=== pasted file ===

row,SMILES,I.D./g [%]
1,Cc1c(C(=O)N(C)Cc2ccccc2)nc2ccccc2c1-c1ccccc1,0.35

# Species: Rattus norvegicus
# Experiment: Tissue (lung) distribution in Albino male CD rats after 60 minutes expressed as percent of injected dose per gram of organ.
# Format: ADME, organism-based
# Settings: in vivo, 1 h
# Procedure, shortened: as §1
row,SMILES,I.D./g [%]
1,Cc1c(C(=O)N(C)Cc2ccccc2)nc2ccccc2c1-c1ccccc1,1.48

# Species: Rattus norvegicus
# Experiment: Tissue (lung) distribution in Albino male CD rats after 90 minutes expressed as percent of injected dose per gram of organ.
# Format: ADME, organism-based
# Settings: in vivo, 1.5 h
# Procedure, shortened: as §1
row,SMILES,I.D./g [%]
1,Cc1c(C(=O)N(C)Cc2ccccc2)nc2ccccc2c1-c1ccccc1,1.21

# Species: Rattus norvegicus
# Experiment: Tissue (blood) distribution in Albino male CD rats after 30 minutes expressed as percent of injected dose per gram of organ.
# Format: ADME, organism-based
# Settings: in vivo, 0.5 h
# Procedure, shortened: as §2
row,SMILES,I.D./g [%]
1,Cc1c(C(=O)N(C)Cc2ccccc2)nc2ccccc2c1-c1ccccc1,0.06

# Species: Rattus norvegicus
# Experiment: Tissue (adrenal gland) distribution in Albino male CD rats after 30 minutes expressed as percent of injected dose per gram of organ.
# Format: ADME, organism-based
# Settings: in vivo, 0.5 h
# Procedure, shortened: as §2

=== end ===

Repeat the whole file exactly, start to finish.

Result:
row,SMILES,I.D./g [%]
1,Cc1c(C(=O)N(C)Cc2ccccc2)nc2ccccc2c1-c1ccccc1,0.35

# Species: Rattus norvegicus
# Experiment: Tissue (lung) distribution in Albino male CD rats after 60 minutes expressed as percent of injected dose per gram of organ.
# Format: ADME, organism-based
# Settings: in vivo, 1 h
# Procedure, shortened: as §1
row,SMILES,I.D./g [%]
1,Cc1c(C(=O)N(C)Cc2ccccc2)nc2ccccc2c1-c1ccccc1,1.48

# Species: Rattus norvegicus
# Experiment: Tissue (lung) distribution in Albino male CD rats after 90 minutes expressed as percent of injected dose per gram of organ.
# Format: ADME, organism-based
# Settings: in vivo, 1.5 h
# Procedure, shortened: as §1
row,SMILES,I.D./g [%]
1,Cc1c(C(=O)N(C)Cc2ccccc2)nc2ccccc2c1-c1ccccc1,1.21

# Species: Rattus norvegicus
# Experiment: Tissue (blood) distribution in Albino male CD rats after 30 minutes expressed as percent of injected dose per gram of organ.
# Format: ADME, organism-based
# Settings: in vivo, 0.5 h
# Procedure, shortened: as §2
row,SMILES,I.D./g [%]
1,Cc1c(C(=O)N(C)Cc2ccccc2)nc2ccccc2c1-c1ccccc1,0.06

# Species: Rattus norvegicus
# Experiment: Tissue (adrenal gland) distribution in Albino male CD rats after 30 minutes expressed as percent of injected dose per gram of organ.
# Format: ADME, organism-based
# Settings: in vivo, 0.5 h
# Procedure, shortened: as §2